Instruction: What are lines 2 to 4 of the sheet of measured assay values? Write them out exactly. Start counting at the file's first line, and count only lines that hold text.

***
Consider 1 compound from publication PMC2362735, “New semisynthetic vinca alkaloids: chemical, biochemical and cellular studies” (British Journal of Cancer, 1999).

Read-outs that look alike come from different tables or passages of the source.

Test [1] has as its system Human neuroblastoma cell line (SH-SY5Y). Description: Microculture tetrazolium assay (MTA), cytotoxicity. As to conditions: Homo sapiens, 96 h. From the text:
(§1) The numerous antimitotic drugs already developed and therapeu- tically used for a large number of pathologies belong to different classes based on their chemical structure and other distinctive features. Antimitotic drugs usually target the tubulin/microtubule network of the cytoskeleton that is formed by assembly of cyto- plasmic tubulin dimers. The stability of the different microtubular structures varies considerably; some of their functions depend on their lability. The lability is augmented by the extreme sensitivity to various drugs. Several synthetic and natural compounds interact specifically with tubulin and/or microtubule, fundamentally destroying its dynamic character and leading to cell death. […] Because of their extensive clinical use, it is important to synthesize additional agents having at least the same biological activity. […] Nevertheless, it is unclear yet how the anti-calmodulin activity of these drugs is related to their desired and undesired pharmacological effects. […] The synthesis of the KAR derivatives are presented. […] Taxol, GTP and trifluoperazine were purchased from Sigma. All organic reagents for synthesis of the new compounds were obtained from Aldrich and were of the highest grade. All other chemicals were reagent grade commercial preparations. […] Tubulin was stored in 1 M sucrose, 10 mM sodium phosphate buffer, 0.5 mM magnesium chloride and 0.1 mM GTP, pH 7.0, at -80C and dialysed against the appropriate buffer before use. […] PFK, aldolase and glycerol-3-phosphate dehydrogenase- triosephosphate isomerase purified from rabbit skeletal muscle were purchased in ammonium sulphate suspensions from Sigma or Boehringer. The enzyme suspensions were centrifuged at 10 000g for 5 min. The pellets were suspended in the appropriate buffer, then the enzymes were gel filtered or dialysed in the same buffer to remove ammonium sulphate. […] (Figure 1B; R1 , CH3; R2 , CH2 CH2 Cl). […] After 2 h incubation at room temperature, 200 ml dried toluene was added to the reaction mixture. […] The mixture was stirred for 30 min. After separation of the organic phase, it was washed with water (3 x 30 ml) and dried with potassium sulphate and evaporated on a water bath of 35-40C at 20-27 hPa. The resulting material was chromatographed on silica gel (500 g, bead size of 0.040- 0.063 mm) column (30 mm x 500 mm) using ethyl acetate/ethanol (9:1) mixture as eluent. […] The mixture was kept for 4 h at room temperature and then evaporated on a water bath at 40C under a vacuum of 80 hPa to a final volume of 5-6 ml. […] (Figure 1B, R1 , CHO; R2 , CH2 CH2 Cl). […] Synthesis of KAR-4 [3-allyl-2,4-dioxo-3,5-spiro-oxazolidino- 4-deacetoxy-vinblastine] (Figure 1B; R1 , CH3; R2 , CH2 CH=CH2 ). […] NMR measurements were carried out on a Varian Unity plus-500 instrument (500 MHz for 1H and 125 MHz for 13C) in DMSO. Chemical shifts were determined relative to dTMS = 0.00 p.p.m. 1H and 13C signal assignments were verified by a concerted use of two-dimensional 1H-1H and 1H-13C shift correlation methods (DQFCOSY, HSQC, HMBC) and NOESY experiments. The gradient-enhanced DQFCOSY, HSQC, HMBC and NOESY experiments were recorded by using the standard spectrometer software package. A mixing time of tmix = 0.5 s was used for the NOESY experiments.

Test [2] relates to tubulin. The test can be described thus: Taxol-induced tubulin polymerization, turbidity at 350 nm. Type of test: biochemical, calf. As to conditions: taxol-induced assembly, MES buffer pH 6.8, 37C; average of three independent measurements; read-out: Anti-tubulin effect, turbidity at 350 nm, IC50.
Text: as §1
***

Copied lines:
Read-outs that look alike come from different tables or passages of the source.

Test [1] has as its system Human neuroblastoma cell line (SH-SY5Y). Description: Microculture tetrazolium assay (MTA), cytotoxicity. As to conditions: Homo sapiens, 96 h. From the text:
(§1) The numerous antimitotic drugs already developed and therapeu- tically used for a large number of pathologies belong to different classes based on their chemical structure and other distinctive features. Antimitotic drugs usually target the tubulin/microtubule network of the cytoskeleton that is formed by assembly of cyto- plasmic tubulin dimers. The stability of the different microtubular structures varies considerably; some of their functions depend on their lability. The lability is augmented by the extreme sensitivity to various drugs. Several synthetic and natural compounds interact specifically with tubulin and/or microtubule, fundamentally destroying its dynamic character and leading to cell death. […] Because of their extensive clinical use, it is important to synthesize additional agents having at least the same biological activity. […] Nevertheless, it is unclear yet how the anti-calmodulin activity of these drugs is related to their desired and undesired pharmacological effects. […] The synthesis of the KAR derivatives are presented. […] Taxol, GTP and trifluoperazine were purchased from Sigma. All organic reagents for synthesis of the new compounds were obtained from Aldrich and were of the highest grade. All other chemicals were reagent grade commercial preparations. […] Tubulin was stored in 1 M sucrose, 10 mM sodium phosphate buffer, 0.5 mM magnesium chloride and 0.1 mM GTP, pH 7.0, at -80C and dialysed against the appropriate buffer before use. […] PFK, aldolase and glycerol-3-phosphate dehydrogenase- triosephosphate isomerase purified from rabbit skeletal muscle were purchased in ammonium sulphate suspensions from Sigma or Boehringer. The enzyme suspensions were centrifuged at 10 000g for 5 min. The pellets were suspended in the appropriate buffer, then the enzymes were gel filtered or dialysed in the same buffer to remove ammonium sulphate. […] (Figure 1B; R1 , CH3; R2 , CH2 CH2 Cl). […] After 2 h incubation at room temperature, 200 ml dried toluene was added to the reaction mixture. […] The mixture was stirred for 30 min. After separation of the organic phase, it was washed with water (3 x 30 ml) and dried with potassium sulphate and evaporated on a water bath of 35-40C at 20-27 hPa. The resulting material was chromatographed on silica gel (500 g, bead size of 0.040- 0.063 mm) column (30 mm x 500 mm) using ethyl acetate/ethanol (9:1) mixture as eluent. […] The mixture was kept for 4 h at room temperature and then evaporated on a water bath at 40C under a vacuum of 80 hPa to a final volume of 5-6 ml. […] (Figure 1B, R1 , CHO; R2 , CH2 CH2 Cl). […] Synthesis of KAR-4 [3-allyl-2,4-dioxo-3,5-spiro-oxazolidino- 4-deacetoxy-vinblastine] (Figure 1B; R1 , CH3; R2 , CH2 CH=CH2 ). […] NMR measurements were carried out on a Varian Unity plus-500 instrument (500 MHz for 1H and 125 MHz for 13C) in DMSO. Chemical shifts were determined relative to dTMS = 0.00 p.p.m. 1H and 13C signal assignments were verified by a concerted use of two-dimensional 1H-1H and 1H-13C shift correlation methods (DQFCOSY, HSQC, HMBC) and NOESY experiments. The gradient-enhanced DQFCOSY, HSQC, HMBC and NOESY experiments were recorded by using the standard spectrometer software package. A mixing time of tmix = 0.5 s was used for the NOESY experiments.